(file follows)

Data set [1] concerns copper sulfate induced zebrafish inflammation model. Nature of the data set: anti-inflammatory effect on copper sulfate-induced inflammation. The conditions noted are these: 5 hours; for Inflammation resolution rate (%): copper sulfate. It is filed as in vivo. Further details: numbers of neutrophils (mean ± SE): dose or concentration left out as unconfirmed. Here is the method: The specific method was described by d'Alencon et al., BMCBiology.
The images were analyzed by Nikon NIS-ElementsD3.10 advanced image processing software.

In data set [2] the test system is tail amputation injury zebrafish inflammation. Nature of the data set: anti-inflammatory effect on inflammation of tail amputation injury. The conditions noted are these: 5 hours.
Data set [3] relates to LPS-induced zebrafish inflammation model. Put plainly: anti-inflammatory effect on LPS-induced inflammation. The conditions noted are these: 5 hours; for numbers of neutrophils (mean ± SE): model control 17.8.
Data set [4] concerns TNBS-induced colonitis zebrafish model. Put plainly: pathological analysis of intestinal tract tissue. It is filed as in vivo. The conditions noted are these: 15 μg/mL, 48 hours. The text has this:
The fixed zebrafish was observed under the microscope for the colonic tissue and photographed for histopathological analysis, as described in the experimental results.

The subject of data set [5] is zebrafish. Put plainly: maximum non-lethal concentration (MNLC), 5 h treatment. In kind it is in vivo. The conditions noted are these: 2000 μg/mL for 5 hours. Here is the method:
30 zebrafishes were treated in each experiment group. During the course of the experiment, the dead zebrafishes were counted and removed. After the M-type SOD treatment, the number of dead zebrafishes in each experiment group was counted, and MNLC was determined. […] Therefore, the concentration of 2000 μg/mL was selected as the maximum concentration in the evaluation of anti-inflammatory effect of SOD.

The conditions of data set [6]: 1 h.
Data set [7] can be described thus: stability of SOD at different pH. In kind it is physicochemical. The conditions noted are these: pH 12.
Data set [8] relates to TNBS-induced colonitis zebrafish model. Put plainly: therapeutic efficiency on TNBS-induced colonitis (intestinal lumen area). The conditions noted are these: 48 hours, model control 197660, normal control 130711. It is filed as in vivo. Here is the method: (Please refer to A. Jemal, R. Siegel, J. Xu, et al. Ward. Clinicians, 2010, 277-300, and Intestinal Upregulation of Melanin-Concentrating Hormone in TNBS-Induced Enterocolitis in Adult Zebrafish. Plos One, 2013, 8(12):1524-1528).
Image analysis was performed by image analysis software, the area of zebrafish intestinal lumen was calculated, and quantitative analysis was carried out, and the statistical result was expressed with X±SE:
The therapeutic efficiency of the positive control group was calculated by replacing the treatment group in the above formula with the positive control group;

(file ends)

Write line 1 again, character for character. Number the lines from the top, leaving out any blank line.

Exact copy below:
Data set [1] concerns copper sulfate induced zebrafish inflammation model. Nature of the data set: anti-inflammatory effect on copper sulfate-induced inflammation. The conditions noted are these: 5 hours; for Inflammation resolution rate (%): copper sulfate. It is filed as in vivo. Further details: numbers of neutrophils (mean ± SE): dose or concentration left out as unconfirmed. Here is the method: The specific method was described by d'Alencon et al., BMCBiology.